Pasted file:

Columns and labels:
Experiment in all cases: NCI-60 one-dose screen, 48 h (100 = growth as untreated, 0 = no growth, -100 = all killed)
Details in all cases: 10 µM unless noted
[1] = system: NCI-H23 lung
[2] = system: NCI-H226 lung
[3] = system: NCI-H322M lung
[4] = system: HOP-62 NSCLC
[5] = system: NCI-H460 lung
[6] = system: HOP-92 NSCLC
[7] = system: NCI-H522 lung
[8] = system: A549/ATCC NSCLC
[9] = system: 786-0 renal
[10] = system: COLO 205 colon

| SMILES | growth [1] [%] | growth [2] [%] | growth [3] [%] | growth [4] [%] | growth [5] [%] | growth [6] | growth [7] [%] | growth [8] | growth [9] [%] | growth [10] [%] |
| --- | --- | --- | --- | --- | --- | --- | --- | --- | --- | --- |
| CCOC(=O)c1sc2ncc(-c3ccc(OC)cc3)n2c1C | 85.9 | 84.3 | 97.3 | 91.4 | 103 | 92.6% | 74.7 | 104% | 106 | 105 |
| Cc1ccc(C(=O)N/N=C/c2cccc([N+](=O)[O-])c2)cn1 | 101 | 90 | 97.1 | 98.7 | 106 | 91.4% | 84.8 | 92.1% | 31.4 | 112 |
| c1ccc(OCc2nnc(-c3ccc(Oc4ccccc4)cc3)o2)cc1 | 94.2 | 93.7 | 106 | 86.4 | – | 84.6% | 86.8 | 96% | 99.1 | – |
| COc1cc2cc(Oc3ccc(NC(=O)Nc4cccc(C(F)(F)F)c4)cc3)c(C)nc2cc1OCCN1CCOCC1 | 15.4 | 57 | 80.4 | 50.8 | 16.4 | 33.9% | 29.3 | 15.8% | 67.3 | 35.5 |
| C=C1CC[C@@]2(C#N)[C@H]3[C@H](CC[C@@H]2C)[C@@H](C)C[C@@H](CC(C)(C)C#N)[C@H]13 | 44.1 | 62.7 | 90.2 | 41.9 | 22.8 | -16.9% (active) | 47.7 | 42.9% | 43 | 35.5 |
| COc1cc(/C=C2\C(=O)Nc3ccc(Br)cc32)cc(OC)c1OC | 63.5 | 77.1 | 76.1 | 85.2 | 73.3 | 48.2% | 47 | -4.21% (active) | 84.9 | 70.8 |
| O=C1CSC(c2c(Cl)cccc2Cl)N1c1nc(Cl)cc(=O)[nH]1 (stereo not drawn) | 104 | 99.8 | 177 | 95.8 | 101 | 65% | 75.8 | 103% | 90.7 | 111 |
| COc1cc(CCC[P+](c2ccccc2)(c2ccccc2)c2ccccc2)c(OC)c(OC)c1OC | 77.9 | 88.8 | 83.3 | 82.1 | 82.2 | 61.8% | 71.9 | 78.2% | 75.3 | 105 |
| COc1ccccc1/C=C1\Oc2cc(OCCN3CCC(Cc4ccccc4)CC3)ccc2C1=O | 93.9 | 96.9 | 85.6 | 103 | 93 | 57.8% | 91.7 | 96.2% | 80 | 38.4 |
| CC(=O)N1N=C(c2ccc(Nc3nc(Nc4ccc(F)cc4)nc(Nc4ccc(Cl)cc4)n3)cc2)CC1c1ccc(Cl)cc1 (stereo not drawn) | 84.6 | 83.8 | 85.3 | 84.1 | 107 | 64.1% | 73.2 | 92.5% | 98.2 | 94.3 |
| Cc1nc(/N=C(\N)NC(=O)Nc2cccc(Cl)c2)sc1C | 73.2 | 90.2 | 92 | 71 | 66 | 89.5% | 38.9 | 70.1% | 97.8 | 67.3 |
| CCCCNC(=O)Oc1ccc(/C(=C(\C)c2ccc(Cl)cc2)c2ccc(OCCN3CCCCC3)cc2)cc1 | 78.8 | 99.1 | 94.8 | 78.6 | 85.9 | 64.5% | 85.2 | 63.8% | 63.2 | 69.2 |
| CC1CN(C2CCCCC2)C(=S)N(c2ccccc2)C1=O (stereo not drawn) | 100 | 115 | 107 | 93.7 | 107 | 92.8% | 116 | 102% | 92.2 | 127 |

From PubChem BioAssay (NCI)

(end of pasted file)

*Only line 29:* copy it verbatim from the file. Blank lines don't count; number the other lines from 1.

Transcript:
From PubChem BioAssay (NCI)